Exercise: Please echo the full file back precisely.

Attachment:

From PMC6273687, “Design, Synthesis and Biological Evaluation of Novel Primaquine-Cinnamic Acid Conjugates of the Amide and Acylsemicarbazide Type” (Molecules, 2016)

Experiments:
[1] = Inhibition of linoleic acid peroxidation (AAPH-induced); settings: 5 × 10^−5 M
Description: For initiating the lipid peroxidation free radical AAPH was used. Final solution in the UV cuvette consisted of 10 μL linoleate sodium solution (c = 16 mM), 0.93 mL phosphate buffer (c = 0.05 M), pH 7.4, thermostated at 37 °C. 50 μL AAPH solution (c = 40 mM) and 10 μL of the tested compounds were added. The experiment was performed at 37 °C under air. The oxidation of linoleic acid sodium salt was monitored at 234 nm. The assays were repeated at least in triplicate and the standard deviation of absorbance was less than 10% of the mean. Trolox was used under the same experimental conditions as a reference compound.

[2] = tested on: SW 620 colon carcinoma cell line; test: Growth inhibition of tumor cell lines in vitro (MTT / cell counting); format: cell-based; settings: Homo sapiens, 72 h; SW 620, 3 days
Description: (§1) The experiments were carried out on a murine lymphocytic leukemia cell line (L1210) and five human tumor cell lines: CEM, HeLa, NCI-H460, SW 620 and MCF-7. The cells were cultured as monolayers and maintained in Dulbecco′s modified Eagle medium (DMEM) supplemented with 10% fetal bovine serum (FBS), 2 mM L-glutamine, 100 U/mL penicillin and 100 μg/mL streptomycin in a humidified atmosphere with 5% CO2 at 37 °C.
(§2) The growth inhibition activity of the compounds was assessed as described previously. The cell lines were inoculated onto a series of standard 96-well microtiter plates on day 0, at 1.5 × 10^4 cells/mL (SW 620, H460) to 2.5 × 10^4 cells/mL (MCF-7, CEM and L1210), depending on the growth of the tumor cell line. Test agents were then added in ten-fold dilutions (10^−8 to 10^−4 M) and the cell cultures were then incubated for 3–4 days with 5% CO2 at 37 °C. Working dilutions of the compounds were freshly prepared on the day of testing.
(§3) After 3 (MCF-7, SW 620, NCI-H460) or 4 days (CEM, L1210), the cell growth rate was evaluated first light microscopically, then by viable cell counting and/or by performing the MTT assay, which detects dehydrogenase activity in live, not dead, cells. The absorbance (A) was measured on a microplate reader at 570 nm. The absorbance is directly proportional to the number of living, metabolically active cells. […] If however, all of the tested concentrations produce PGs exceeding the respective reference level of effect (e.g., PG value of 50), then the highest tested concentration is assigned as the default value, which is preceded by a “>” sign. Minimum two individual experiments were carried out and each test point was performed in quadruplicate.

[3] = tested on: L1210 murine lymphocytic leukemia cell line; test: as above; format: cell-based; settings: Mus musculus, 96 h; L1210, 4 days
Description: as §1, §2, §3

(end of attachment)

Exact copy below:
From PMC6273687, “Design, Synthesis and Biological Evaluation of Novel Primaquine-Cinnamic Acid Conjugates of the Amide and Acylsemicarbazide Type” (Molecules, 2016)

Experiments:
[1] = Inhibition of linoleic acid peroxidation (AAPH-induced); settings: 5 × 10^−5 M
Description: For initiating the lipid peroxidation free radical AAPH was used. Final solution in the UV cuvette consisted of 10 μL linoleate sodium solution (c = 16 mM), 0.93 mL phosphate buffer (c = 0.05 M), pH 7.4, thermostated at 37 °C. 50 μL AAPH solution (c = 40 mM) and 10 μL of the tested compounds were added. The experiment was performed at 37 °C under air. The oxidation of linoleic acid sodium salt was monitored at 234 nm. The assays were repeated at least in triplicate and the standard deviation of absorbance was less than 10% of the mean. Trolox was used under the same experimental conditions as a reference compound.

[2] = tested on: SW 620 colon carcinoma cell line; test: Growth inhibition of tumor cell lines in vitro (MTT / cell counting); format: cell-based; settings: Homo sapiens, 72 h; SW 620, 3 days
Description: (§1) The experiments were carried out on a murine lymphocytic leukemia cell line (L1210) and five human tumor cell lines: CEM, HeLa, NCI-H460, SW 620 and MCF-7. The cells were cultured as monolayers and maintained in Dulbecco′s modified Eagle medium (DMEM) supplemented with 10% fetal bovine serum (FBS), 2 mM L-glutamine, 100 U/mL penicillin and 100 μg/mL streptomycin in a humidified atmosphere with 5% CO2 at 37 °C.
(§2) The growth inhibition activity of the compounds was assessed as described previously. The cell lines were inoculated onto a series of standard 96-well microtiter plates on day 0, at 1.5 × 10^4 cells/mL (SW 620, H460) to 2.5 × 10^4 cells/mL (MCF-7, CEM and L1210), depending on the growth of the tumor cell line. Test agents were then added in ten-fold dilutions (10^−8 to 10^−4 M) and the cell cultures were then incubated for 3–4 days with 5% CO2 at 37 °C. Working dilutions of the compounds were freshly prepared on the day of testing.
(§3) After 3 (MCF-7, SW 620, NCI-H460) or 4 days (CEM, L1210), the cell growth rate was evaluated first light microscopically, then by viable cell counting and/or by performing the MTT assay, which detects dehydrogenase activity in live, not dead, cells. The absorbance (A) was measured on a microplate reader at 570 nm. The absorbance is directly proportional to the number of living, metabolically active cells. […] If however, all of the tested concentrations produce PGs exceeding the respective reference level of effect (e.g., PG value of 50), then the highest tested concentration is assigned as the default value, which is preceded by a “>” sign. Minimum two individual experiments were carried out and each test point was performed in quadruplicate.

[3] = tested on: L1210 murine lymphocytic leukemia cell line; test: as above; format: cell-based; settings: Mus musculus, 96 h; L1210, 4 days
Description: as §1, §2, §3